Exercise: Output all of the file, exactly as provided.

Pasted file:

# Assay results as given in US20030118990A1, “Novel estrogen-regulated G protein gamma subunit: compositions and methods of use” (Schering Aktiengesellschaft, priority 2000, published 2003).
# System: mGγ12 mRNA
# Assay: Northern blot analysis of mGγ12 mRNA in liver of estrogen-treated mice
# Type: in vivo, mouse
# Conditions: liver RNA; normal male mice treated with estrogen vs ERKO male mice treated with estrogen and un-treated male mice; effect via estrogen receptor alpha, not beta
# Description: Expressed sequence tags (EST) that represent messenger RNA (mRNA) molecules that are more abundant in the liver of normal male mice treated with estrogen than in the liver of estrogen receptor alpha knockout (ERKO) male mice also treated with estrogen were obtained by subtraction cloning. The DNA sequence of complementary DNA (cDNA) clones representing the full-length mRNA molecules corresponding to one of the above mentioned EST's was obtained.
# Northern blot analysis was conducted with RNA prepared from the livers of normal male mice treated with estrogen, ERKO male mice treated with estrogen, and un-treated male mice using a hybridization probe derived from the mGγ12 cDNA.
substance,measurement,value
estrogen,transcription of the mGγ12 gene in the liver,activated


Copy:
# Assay results as given in US20030118990A1, “Novel estrogen-regulated G protein gamma subunit: compositions and methods of use” (Schering Aktiengesellschaft, priority 2000, published 2003).
# System: mGγ12 mRNA
# Assay: Northern blot analysis of mGγ12 mRNA in liver of estrogen-treated mice
# Type: in vivo, mouse
# Conditions: liver RNA; normal male mice treated with estrogen vs ERKO male mice treated with estrogen and un-treated male mice; effect via estrogen receptor alpha, not beta
# Description: Expressed sequence tags (EST) that represent messenger RNA (mRNA) molecules that are more abundant in the liver of normal male mice treated with estrogen than in the liver of estrogen receptor alpha knockout (ERKO) male mice also treated with estrogen were obtained by subtraction cloning. The DNA sequence of complementary DNA (cDNA) clones representing the full-length mRNA molecules corresponding to one of the above mentioned EST's was obtained.
# Northern blot analysis was conducted with RNA prepared from the livers of normal male mice treated with estrogen, ERKO male mice treated with estrogen, and un-treated male mice using a hybridization probe derived from the mGγ12 cDNA.
substance,measurement,value
estrogen,transcription of the mGγ12 gene in the liver,activated